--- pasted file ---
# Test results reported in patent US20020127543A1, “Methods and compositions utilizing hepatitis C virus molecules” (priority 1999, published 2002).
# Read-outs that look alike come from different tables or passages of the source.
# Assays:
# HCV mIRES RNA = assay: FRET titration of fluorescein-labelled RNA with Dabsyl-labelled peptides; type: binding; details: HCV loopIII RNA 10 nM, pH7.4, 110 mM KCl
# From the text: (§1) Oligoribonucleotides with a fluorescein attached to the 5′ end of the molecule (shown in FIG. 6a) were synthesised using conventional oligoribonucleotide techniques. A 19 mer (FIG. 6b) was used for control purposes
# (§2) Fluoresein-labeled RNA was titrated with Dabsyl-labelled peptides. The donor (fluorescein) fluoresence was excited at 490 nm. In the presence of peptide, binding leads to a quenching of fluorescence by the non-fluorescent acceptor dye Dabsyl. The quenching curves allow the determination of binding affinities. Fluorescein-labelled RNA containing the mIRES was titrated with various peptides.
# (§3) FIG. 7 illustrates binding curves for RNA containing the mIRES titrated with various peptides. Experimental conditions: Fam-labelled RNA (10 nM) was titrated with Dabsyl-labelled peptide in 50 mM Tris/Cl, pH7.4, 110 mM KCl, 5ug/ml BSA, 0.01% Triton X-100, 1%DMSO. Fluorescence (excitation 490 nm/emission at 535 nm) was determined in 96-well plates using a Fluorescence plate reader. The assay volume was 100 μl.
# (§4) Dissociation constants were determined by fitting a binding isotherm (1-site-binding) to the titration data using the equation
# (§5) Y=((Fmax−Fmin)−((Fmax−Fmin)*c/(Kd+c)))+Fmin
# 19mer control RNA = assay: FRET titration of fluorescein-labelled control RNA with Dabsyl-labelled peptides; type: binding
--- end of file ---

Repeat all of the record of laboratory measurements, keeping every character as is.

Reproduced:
# Test results reported in patent US20020127543A1, “Methods and compositions utilizing hepatitis C virus molecules” (priority 1999, published 2002).
# Read-outs that look alike come from different tables or passages of the source.
# Assays:
# HCV mIRES RNA = assay: FRET titration of fluorescein-labelled RNA with Dabsyl-labelled peptides; type: binding; details: HCV loopIII RNA 10 nM, pH7.4, 110 mM KCl
# From the text: (§1) Oligoribonucleotides with a fluorescein attached to the 5′ end of the molecule (shown in FIG. 6a) were synthesised using conventional oligoribonucleotide techniques. A 19 mer (FIG. 6b) was used for control purposes
# (§2) Fluoresein-labeled RNA was titrated with Dabsyl-labelled peptides. The donor (fluorescein) fluoresence was excited at 490 nm. In the presence of peptide, binding leads to a quenching of fluorescence by the non-fluorescent acceptor dye Dabsyl. The quenching curves allow the determination of binding affinities. Fluorescein-labelled RNA containing the mIRES was titrated with various peptides.
# (§3) FIG. 7 illustrates binding curves for RNA containing the mIRES titrated with various peptides. Experimental conditions: Fam-labelled RNA (10 nM) was titrated with Dabsyl-labelled peptide in 50 mM Tris/Cl, pH7.4, 110 mM KCl, 5ug/ml BSA, 0.01% Triton X-100, 1%DMSO. Fluorescence (excitation 490 nm/emission at 535 nm) was determined in 96-well plates using a Fluorescence plate reader. The assay volume was 100 μl.
# (§4) Dissociation constants were determined by fitting a binding isotherm (1-site-binding) to the titration data using the equation
# (§5) Y=((Fmax−Fmin)−((Fmax−Fmin)*c/(Kd+c)))+Fmin
# 19mer control RNA = assay: FRET titration of fluorescein-labelled control RNA with Dabsyl-labelled peptides; type: binding